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Jim Irwin

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About Jim Irwin

Jim Irwin is the Manager of Strategic Project Development for William Angliss and has worked in the Tourism and Hospitality Industry for the past 45 years.

Jim’s primary responsibilities are identifying and developing commercial opportunities both domestically and internationally and taking the Institute into contractual arrangements for the delivery of training and consultancy projects for the tourism and hospitality industry across the Asia Pacific region.

Jim commenced in the hotel sector, and trained across seven years at several properties including the Arkaba Adelaide, Parkroyal Melbourne, InterContinental Auckland and Hilton Melbourne concurrent with studies in catering management at William Angliss. He then went into the restaurant business owning and operating three successful businesses in Melbourne across a span of the next 30 years.

Jim moved into tourism and hospitality education and training along the way, and delivered vocational training in the TAFE sector for five years before becoming a lecturer in hospitality management at RMIT. Subsequently, as the manager of tourism and hospitality training for one of Australia’s largest TAFE Institutes he worked in partnership with William Angliss to take Australian tourism and hospitality training international.

For the past twenty years Jim has had a hands on role in the management and delivery of training projects and industry consultancy in the Asia Pacific region including:
• Hotel pre-opening training projects for new Sheraton properties in Thailand and Malaysia from 1995 to 1997
• Industry consultancy projects throughout Australia as well as in China, Taiwan, India, Viet Nam and Thailand
• Management of pre-opening training in China and Macau of 2,450 hotel staff for the Venetian Macau Resort Hotel in 2006 and 2007
• Establishment then management of the School of Tourism and Hospitality within the Australia-Pacific Technical College in Fiji from 2007 to 2011
• Management of William Angliss tourism projects for ASEAN from 2012 to the present
• Management of William Angliss training projects in Bahrain, Sri Lanka, Maldives, Thailand, Viet Nam, the Philippines, East Timor, PNG, Samoa and Macau
• Leading the Skills Assessment of chefs, cooks, bakers and pastry cooks throughout the Asia Pacific under a William Angliss contract with Trades Recognition Australia • Establishment of industry partnerships in Singapore with the William Angliss Continuing Education and Training Centre in 2011 and 2012
• Establishment with partners in Sri Lanka of the Colombo Academy of Hospitality Management in 2013, where our Australian trainers work with local counterparts to deliver William Angliss qualifications
 


Summary of the Interview

 SUMMARY

Interviewer:  Vicky Qin 

Interviewee: Jim Irwin

Date of Interview: 30/10/2014

Recording Format: MP3

Time

Content



0:00-0.51



Studying at WAI

(What influences you to study at William Angliss?) I heard about William Angliss, I was working in Hospitality Industry and one of my bosses left the industry to come here as a teacher started in 72 (1972) and he said to me ‘Jim, working in industry and learning by experience is good, but you should also come to William Angliss and study and get a qualification, and you learn more and you build more solid foundation’. So I took his advice, I came in and I enrolled here at William Angliss in 72.


0:52 – 1:28



The Certificate of Catering

(What course were you doing?) The course that I started was fairly new at the time and it was (went for many years) called Certificate of Catering. And Certificate of Catering in those days was designed for people who worked full time in the industry and came here to study part time. It would normally takes perhaps four years to do part time…..(Did you do the four years part time?) I actually did some extra subjects and I worked a little harder and I got it done in three (three years).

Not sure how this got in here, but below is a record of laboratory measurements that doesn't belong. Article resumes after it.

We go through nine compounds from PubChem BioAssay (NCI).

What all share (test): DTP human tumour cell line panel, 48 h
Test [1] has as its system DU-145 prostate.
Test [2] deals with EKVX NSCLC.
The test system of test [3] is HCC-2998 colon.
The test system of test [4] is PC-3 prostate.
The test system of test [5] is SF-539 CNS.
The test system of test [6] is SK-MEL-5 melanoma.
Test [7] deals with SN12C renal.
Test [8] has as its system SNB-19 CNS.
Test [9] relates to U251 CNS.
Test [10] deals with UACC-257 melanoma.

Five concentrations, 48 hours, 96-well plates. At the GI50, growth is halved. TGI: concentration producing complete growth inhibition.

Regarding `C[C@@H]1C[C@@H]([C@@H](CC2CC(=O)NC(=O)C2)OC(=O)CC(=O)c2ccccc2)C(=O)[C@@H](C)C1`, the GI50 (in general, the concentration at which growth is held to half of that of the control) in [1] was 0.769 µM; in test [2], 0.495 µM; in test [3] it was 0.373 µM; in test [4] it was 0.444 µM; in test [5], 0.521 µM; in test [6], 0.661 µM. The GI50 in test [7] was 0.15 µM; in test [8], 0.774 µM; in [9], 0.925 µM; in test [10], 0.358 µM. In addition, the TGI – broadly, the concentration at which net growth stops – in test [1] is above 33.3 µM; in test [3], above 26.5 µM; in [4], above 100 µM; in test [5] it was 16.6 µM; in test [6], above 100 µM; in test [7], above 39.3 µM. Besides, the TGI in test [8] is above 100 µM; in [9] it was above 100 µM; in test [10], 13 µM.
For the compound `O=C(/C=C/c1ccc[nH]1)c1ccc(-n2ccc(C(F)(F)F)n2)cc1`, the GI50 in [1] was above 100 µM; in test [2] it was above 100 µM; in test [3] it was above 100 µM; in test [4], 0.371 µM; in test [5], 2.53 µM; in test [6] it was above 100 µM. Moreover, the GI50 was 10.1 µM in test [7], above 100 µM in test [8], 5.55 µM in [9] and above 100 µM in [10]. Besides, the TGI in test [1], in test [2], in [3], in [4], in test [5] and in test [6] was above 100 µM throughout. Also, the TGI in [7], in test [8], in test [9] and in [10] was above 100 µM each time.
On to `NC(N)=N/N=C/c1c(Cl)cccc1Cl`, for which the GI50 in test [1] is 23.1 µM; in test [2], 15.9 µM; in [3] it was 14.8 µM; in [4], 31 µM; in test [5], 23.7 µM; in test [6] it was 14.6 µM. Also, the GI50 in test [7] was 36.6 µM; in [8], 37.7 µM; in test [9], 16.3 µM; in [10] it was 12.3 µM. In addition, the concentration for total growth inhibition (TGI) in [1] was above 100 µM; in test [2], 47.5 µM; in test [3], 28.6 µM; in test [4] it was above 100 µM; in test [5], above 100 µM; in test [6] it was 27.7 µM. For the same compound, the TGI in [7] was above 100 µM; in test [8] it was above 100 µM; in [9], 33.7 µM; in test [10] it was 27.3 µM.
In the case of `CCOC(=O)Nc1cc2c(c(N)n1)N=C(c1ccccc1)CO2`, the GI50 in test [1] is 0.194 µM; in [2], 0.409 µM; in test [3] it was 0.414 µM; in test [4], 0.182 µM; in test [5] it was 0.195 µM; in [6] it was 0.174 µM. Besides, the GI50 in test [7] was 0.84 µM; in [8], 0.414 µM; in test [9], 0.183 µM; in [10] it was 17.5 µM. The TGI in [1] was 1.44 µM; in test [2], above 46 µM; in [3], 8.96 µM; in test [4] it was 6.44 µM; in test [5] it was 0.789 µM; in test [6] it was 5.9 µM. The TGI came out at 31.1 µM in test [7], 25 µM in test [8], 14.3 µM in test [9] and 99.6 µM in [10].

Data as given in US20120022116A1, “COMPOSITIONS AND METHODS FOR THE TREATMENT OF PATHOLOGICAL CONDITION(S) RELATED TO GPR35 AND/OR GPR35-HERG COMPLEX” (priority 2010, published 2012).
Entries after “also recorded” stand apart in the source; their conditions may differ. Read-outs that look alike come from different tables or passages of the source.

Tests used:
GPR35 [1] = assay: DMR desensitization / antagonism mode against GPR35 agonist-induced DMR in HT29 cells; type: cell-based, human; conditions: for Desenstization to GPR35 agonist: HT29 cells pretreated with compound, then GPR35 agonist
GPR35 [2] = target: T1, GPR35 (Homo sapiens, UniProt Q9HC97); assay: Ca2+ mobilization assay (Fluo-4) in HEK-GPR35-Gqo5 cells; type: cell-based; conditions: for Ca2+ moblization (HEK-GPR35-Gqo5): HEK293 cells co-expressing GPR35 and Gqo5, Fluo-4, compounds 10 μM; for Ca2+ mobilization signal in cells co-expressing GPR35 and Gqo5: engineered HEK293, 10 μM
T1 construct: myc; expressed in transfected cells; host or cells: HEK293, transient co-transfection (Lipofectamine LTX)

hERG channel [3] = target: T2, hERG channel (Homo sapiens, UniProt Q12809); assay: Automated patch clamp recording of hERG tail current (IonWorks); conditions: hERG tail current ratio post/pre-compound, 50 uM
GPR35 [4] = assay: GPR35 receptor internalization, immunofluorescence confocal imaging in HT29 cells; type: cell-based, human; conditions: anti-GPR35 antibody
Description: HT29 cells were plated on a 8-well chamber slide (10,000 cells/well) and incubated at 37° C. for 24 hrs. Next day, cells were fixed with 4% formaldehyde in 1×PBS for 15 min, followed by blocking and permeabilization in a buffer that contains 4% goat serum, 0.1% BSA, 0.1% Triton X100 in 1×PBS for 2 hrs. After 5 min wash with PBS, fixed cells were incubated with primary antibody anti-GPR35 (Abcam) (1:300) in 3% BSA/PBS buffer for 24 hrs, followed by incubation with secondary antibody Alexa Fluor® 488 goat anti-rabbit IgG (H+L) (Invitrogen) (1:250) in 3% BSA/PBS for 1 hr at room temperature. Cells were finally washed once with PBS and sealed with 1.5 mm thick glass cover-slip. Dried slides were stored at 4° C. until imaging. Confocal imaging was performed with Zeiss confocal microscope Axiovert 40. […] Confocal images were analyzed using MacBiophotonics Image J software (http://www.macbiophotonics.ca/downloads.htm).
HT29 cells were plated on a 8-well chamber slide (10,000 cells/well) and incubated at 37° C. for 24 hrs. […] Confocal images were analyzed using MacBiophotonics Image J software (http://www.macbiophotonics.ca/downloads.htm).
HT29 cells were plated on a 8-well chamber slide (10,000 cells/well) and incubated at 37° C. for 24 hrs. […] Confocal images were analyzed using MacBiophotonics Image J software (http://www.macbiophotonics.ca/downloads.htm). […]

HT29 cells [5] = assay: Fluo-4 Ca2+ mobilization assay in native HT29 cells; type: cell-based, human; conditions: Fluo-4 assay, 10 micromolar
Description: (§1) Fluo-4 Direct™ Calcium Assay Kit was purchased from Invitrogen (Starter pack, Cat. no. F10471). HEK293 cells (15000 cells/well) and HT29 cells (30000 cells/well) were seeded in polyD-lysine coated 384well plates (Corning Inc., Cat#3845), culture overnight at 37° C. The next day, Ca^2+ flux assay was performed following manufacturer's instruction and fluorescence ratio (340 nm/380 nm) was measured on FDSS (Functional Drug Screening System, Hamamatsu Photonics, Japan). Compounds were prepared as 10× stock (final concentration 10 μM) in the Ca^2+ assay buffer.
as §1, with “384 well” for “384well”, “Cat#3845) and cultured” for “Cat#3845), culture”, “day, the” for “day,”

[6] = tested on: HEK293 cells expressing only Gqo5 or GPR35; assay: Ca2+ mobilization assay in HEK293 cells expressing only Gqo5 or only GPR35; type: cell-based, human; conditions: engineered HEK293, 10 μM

1:28 – 3:08



The Class

(What was the class like?) The Class was really good  that…there were few mature aged students who might be in late 20’s and 30’s. But majority were early 20’s and working in the industry full time and coming here part time. So they were verily in strong motivated because…time pressures, they were working…they had their own commitments. When they came here, they came here to learn and…the attendance was really strong. Most of them worked in Hotels and Pubs. I worked in Hotels as in…I worked in Park Royal and I worked for a whole at the airport in a catering company. Most of them worked in Pub Groups. Pub Groups in those days were very good support William Angliss training. They used to send the young trainees to do this course here. The course I was doing was purely William Angliss Course, but there were quite a lot of full-time students here who were doing a course that was shared between William Angliss and Footscray Institute (what is now VU, it used to be Footscray Institute). And… I mentioned before some students I met here, people like Sarah Martia, she was doing Diploma Course, which was … the way I understand it in those days… she did most of theory components at Footscray and most of practical components here. Because William Angliss had kitchens and restaurants. So it was shared program. 



3:09 – 3:55



The Certificate 

(When you got Certificate, is the certificate under the title of Footscray College?) I don’t think so. In fact, my certificate from here doesn’t even have William Angliss on it, it has Education Department of Victoria. Because in those days, William Angliss felt under the Education Department, because there was no TAFE system. So it was called in those days William Angliss Food Trades School.

3:56 – 5:10



Graduated from the school

(After you graduated from WAI, did you get a relevant job?) I was working before I came in. I worked full time whole time, I was in training here. But my major objective was I want to go to the business. I want to start a business and coming here was about learning how to run a business, learning the business aspect of Hospitality Business. So I could develop more confidence and more skills and knowledge when I came to run a business. So while I was here, I continued to work. As I was finishing, Hilton Hotel was opening in Melbourne, and I went over there and worked in the opening team. Within few months, through William Angliss, through my contacts here, my former teachers here, I was shown an opportunity to become a contact caterer in a golf club. I applied for that and got that. I worked for three years and that sort of gave me a bridge into buying a restaurant business. I went to restaurant business for 25 years after that.